Sinkholes keep experts occupied

2017-02-01 06:03
Geologists drill holes in and around the sinkholes next to the R31 Route to determine the nature and extent of the damage to the ground and road after sinkholes had formed earlier this month due to pouring rain. Photos: Emile Hendricks

Geologists drill holes in and around the sinkholes next to the R31 Route to determine the nature and extent of the damage to the ground and road after sinkholes had formed earlier this month due to pouring rain. Photos: Emile Hendricks

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The sinkholes that have recently opened up near Daniëlskuil next to the R31 will be examined by topographic surveyors and geologists this week to try and get clarity about the nature and extent of the damage to the road.

Besides formulating a repair plan, the goal is also to find ways to redirect rainwater away from the opening next to the road and the road itself.

The first sinkholes opened up during pouring rain earlier this month, after which further rain a week later caused another enormous sinkhole to open up next to the road between Daniëlskuil and Kuruman.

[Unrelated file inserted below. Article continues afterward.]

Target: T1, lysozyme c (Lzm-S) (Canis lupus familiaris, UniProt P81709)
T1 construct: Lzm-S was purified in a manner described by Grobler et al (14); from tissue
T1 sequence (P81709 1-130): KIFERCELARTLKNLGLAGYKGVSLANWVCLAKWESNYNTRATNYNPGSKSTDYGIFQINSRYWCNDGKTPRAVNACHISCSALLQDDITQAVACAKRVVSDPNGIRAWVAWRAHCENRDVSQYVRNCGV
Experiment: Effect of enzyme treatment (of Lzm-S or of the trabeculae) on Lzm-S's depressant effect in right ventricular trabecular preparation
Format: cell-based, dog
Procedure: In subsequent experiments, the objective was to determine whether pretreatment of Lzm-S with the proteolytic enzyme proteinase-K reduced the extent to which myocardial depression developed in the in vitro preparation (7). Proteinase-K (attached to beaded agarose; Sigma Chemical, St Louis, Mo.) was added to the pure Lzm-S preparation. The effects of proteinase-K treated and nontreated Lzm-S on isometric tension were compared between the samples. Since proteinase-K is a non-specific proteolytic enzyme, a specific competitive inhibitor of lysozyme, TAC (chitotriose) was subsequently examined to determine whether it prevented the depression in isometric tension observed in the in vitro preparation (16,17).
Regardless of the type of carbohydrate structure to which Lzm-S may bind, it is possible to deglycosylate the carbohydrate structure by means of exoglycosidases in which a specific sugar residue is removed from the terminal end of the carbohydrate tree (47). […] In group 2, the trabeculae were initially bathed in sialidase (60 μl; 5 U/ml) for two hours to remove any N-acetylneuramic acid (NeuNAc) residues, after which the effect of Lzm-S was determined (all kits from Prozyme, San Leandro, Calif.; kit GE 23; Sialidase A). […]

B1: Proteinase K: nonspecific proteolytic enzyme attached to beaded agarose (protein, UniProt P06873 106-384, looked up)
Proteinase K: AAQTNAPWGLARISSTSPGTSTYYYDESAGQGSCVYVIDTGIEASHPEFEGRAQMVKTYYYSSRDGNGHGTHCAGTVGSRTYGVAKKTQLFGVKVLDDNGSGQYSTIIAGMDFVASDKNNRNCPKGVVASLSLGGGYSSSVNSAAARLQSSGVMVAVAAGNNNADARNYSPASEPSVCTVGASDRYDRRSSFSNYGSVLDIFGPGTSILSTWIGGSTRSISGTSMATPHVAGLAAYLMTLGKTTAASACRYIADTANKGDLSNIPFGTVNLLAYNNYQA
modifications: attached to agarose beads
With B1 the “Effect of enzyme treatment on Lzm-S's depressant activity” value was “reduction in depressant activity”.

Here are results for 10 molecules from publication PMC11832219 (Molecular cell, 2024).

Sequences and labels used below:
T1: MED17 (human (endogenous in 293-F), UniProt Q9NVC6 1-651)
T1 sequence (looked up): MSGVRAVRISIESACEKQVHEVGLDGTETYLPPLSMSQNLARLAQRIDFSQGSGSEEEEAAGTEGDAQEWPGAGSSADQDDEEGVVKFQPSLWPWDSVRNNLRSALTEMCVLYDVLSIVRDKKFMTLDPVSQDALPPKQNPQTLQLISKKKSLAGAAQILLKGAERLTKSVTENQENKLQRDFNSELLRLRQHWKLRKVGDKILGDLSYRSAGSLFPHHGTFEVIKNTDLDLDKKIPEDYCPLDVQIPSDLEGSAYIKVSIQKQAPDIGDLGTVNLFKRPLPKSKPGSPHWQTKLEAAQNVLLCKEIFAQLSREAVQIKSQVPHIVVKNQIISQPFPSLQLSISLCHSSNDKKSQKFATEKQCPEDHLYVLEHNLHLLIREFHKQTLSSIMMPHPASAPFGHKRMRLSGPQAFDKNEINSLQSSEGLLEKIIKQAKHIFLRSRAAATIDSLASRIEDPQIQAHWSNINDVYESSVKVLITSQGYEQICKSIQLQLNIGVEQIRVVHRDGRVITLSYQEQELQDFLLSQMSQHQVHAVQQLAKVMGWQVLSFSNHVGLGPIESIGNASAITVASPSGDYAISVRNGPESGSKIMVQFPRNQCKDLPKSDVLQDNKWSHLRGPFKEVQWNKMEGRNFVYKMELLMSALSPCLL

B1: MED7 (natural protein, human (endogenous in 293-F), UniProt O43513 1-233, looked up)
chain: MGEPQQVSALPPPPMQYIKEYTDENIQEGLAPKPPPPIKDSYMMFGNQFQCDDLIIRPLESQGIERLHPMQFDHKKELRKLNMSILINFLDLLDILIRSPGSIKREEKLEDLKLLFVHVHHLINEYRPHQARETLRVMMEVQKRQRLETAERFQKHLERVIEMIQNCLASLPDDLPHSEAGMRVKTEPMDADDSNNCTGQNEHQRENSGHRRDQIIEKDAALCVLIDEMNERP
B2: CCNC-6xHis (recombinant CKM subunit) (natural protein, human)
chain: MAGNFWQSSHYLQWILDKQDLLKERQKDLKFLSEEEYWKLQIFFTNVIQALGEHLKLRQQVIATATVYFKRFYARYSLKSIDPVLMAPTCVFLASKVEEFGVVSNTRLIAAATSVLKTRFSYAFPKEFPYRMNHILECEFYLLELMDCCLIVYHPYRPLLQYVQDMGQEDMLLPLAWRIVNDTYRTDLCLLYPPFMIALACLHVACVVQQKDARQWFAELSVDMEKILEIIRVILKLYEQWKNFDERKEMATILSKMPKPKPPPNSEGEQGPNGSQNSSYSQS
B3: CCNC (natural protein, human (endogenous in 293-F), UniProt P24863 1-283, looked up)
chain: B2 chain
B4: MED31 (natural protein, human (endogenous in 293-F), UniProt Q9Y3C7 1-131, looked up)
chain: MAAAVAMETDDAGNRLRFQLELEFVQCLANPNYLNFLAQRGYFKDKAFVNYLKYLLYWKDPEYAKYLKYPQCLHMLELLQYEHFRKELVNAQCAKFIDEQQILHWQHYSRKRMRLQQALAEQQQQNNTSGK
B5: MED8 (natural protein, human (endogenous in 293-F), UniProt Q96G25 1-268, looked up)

The Department of Roads and Public Works had to officially close the road.

John Dickie of the Speleological Association of South Africa and Dirk van Rooyen of the Wits Exploration Department were also exploring the passages and chambers beneath the road on Wednesday (25/01).

According to Dickie, the passage underneath the road is approximately 4 m high and 3 m wide. From there, the crack becomes flatter. It becomes 1 m high and 10 m wide and stops 30 m on the other side of the road.

Meanwhile, the department has appointed a geological company. Chrystal Robertson, departmental spokesperson, says a survey about the nature and extent of the holes is being compiled and the stability of the road is also under investigation.

The geologist will make recommendations about how the road is to be repaired.

The department wants to repair the road as quickly as possible.

“It is very inconvient for people and influences the local economy. Our greatest concern is to keep the water away from the road.”

Richard Roberts, a consulting engineer from SMEC South Africa who coordinates the drilling, says the chamber beneath the road is a cause for concern.

“The underground holes and sinkholes will probably need to be filled up.”

Roberts says the company drill holes of about 40 m deep to map invisible sink­holes. They have drilled into several chambers on both sides of the road and around the sinkholes.

Gert Saaiman of GS Survey does a topographical survey in the empty space that the sinkhole has fallen into. He uses GPS devices to measure the high and low points.

He will compose a map of the area that will indicate the road, the sinkhole and the empty space.

He believes the empty space has sunk in over a period of years. It is now presumably lower than the floodwater ditches that run beneath the road. The water can therefore not properly flow underneath the road.

One option can be to build a temporary wall to keep water away from the empty space and the road.

However, much more information needs to be provided by a variety of experts.

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